The U.S. economy added 160,000 jobs in April as construction sector barely added new employment and retail sector shed labors, according to the latest report by the U.S. Department of Labor.
Below than the average growth of 200,000 jobs in the first quarter may raise concerns about the weakness of the economy its spillover effects to the labor market. The new data is contrary to the assessment of the U.S. bank last month which painted a fairly upbeat assessment of the labor market.
According to the data, nonfarm jobs increased by 160,000 in April, showing the smallest gain in the past seven months. The department also revised its data for February, slashing the previous number by 19,000.
The new data will also trigger speculations whether the Federal Reserve will raise interest rate before the end of the year, after raising it by a quarter-point in December after nearly seven years of gap.
The unemployment rate remained at 5 percent in April. The labor force fell by 362,000 as people dropped out in April. Jobless claims were up 17,000 to 274,000 in the week ended April 30, according to the data.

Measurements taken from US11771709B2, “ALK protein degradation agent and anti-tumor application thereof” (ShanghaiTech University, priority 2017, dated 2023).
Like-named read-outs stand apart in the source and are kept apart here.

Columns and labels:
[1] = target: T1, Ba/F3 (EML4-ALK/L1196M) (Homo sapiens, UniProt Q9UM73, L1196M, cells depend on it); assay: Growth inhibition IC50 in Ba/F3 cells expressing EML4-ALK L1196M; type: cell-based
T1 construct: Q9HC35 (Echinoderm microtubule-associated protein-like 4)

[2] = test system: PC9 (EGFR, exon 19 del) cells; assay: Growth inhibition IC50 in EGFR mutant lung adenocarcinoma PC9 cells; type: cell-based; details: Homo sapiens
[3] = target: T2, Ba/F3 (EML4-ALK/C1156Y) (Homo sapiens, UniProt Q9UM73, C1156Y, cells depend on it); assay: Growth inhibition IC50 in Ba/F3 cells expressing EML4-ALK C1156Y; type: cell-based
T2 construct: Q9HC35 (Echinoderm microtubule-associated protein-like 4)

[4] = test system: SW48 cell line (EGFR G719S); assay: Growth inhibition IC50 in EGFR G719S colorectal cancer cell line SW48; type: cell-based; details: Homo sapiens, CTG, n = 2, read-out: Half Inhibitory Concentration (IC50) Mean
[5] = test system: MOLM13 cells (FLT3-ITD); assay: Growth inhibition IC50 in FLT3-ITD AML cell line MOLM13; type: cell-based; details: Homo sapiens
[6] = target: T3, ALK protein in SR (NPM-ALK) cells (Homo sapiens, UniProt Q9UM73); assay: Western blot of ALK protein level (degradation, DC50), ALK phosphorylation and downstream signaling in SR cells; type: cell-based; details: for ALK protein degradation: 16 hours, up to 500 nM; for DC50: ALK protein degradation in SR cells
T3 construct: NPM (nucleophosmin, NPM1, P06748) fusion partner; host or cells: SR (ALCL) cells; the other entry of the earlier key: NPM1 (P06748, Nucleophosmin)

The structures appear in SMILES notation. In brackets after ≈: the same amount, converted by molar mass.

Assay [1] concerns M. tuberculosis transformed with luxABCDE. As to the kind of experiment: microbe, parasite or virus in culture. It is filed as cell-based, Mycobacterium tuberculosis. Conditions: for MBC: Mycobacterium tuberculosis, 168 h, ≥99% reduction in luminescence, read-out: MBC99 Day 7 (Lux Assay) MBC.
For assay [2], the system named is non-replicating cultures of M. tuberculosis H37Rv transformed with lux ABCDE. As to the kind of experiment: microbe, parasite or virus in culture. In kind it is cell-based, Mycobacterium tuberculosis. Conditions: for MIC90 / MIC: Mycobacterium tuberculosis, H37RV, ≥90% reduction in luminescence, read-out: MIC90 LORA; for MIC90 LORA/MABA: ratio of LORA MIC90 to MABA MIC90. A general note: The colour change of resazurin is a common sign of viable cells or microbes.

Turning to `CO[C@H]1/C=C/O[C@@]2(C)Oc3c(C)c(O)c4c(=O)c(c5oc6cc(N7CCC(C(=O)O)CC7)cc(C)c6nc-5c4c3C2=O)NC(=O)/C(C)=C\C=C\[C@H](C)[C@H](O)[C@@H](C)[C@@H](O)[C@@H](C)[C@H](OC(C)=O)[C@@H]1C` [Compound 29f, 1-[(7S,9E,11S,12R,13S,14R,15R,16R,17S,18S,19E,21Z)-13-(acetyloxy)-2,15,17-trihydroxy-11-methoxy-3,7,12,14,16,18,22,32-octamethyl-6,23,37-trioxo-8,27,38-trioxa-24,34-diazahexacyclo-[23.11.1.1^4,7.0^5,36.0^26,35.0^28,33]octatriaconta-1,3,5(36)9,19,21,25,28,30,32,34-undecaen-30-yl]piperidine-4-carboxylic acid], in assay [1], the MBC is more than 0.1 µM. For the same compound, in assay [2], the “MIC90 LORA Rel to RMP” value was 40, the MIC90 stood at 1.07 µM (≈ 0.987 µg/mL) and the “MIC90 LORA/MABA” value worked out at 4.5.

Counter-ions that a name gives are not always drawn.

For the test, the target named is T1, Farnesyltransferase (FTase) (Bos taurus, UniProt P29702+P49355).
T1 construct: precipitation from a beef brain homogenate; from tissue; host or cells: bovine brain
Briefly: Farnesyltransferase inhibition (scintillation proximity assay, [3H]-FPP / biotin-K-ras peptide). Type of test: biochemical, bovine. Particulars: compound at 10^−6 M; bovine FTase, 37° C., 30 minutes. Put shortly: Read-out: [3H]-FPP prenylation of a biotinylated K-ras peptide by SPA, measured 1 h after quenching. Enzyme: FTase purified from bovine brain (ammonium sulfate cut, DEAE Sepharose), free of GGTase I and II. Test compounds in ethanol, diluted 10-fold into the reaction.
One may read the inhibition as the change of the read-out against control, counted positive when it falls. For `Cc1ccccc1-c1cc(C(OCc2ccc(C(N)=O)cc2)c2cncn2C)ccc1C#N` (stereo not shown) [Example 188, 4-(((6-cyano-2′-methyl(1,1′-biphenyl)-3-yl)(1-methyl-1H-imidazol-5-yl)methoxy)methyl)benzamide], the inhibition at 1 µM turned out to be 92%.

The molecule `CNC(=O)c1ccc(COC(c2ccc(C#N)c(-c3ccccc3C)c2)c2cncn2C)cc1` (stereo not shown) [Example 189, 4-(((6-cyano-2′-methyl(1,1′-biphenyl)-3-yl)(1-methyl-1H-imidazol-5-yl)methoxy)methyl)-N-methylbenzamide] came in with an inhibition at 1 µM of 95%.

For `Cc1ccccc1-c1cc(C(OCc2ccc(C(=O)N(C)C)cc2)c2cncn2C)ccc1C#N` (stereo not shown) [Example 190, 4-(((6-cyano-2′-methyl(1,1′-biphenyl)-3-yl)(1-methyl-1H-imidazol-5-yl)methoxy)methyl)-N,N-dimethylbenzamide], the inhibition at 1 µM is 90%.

The private services sector added the most jobs. Manufacturing added 4,000 jobs in April, recovering from the dismal previous month when it shed 29,000 jobs. Continuing depressed oil prices continue to hit the energy sector with mining losing another 8,000 jobs. Since, 2014, Mining sector has lost 191,000 jobs with 75 percent of the losses in support activities.
Construction sector added just 1,000 jobs while retail payrolls fell by 3,100, adding to the slower than expected job growth in April.
Despite sluggish growth, average hourly earnings posted increase, rising eight cents, or 0.3 percent in April. The year-on-year increase in earnings now stands at 2.5 percent.